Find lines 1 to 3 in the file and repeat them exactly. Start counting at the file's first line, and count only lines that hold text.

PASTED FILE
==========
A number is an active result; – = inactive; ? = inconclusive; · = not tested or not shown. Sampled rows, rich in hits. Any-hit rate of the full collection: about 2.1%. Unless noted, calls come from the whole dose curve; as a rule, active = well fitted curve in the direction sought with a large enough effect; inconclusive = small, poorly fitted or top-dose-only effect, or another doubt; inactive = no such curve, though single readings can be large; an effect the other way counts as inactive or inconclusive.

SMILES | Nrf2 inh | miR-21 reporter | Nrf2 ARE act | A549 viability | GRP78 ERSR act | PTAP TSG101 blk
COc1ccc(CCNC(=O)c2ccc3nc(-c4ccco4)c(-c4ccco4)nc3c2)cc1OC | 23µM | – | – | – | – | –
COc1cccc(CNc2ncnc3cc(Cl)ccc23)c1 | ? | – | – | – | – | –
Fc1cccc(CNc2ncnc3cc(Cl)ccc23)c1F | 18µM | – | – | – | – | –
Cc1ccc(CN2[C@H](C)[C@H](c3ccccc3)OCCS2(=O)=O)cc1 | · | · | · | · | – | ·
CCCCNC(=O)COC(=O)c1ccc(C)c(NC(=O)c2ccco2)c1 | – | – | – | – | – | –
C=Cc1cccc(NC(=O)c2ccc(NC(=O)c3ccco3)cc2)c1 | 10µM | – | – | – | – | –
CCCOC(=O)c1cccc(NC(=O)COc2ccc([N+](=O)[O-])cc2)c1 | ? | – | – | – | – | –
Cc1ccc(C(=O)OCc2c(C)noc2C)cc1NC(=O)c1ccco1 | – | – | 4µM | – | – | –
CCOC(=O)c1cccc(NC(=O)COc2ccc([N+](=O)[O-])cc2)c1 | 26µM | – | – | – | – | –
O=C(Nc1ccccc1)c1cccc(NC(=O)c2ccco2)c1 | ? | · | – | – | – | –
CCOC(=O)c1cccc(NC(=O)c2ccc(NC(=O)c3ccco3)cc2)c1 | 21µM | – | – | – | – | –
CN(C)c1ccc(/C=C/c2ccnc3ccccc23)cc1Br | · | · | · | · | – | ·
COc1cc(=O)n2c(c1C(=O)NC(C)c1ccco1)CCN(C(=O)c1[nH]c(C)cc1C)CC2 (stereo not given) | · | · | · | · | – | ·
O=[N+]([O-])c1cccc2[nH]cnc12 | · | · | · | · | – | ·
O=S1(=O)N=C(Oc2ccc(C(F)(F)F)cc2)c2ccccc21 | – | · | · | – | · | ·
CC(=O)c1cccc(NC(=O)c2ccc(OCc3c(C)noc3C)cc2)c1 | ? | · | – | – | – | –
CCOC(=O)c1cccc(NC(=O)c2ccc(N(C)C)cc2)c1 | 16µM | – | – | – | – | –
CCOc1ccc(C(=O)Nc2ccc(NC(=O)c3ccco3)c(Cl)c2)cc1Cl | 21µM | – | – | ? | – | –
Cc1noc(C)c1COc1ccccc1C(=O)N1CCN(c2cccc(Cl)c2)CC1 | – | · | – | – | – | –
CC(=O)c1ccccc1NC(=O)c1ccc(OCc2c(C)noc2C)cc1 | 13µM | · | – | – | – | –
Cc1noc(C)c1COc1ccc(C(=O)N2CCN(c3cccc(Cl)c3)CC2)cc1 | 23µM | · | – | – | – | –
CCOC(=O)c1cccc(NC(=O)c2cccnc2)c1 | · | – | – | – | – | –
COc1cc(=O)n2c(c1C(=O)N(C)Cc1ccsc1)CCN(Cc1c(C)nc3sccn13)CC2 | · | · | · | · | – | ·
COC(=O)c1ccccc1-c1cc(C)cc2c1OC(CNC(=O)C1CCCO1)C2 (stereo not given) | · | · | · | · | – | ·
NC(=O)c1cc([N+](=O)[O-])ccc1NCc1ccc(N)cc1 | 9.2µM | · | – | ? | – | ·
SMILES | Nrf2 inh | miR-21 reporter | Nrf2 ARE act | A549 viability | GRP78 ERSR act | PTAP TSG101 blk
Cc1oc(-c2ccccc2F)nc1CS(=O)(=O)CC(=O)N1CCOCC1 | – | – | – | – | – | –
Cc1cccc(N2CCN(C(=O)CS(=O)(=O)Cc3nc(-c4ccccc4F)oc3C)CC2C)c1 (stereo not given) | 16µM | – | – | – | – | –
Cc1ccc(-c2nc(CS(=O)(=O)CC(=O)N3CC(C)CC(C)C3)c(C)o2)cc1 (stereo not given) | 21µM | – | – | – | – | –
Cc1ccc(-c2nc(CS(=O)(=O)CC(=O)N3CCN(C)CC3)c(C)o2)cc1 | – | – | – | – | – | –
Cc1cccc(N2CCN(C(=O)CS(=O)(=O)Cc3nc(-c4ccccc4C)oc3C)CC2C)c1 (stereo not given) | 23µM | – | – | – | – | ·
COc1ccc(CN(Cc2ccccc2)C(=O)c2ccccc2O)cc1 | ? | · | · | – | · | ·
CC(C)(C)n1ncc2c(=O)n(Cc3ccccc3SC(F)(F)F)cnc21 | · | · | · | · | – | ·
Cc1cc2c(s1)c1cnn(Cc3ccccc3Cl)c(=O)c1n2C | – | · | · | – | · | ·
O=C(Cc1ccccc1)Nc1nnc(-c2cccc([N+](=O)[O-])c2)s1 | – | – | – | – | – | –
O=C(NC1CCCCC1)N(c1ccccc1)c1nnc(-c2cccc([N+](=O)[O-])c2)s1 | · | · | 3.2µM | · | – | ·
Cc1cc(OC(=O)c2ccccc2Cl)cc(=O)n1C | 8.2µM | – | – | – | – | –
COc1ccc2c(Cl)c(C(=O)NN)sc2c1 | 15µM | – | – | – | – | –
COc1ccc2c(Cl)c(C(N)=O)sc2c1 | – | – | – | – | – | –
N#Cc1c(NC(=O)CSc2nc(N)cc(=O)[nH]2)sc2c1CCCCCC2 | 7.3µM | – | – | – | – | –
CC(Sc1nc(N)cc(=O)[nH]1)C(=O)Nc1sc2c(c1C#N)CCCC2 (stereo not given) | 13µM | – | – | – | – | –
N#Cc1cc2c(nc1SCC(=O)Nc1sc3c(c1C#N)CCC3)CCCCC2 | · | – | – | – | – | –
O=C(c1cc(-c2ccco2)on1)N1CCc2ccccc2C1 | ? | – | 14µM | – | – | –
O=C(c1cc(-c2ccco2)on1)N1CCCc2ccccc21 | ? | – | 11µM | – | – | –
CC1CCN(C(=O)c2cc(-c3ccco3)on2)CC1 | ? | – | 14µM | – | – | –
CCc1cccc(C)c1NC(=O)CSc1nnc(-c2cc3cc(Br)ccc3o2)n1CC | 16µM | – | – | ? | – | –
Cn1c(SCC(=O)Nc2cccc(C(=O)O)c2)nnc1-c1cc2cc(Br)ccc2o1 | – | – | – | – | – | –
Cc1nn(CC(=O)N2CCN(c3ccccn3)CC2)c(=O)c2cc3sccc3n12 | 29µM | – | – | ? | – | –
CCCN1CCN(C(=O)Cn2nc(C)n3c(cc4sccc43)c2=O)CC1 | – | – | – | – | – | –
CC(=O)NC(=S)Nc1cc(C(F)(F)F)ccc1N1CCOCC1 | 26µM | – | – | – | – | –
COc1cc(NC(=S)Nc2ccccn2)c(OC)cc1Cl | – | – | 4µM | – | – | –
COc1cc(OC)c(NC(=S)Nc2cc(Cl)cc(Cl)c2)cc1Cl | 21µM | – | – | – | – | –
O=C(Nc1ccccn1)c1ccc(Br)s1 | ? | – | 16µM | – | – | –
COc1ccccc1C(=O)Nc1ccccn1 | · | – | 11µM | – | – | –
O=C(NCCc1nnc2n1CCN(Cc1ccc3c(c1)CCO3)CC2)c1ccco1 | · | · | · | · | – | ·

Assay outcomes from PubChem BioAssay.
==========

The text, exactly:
A number is an active result; – = inactive; ? = inconclusive; · = not tested or not shown. Sampled rows, rich in hits. Any-hit rate of the full collection: about 2.1%. Unless noted, calls come from the whole dose curve; as a rule, active = well fitted curve in the direction sought with a large enough effect; inconclusive = small, poorly fitted or top-dose-only effect, or another doubt; inactive = no such curve, though single readings can be large; an effect the other way counts as inactive or inconclusive.

SMILES | Nrf2 inh | miR-21 reporter | Nrf2 ARE act | A549 viability | GRP78 ERSR act | PTAP TSG101 blk
COc1ccc(CCNC(=O)c2ccc3nc(-c4ccco4)c(-c4ccco4)nc3c2)cc1OC | 23µM | – | – | – | – | –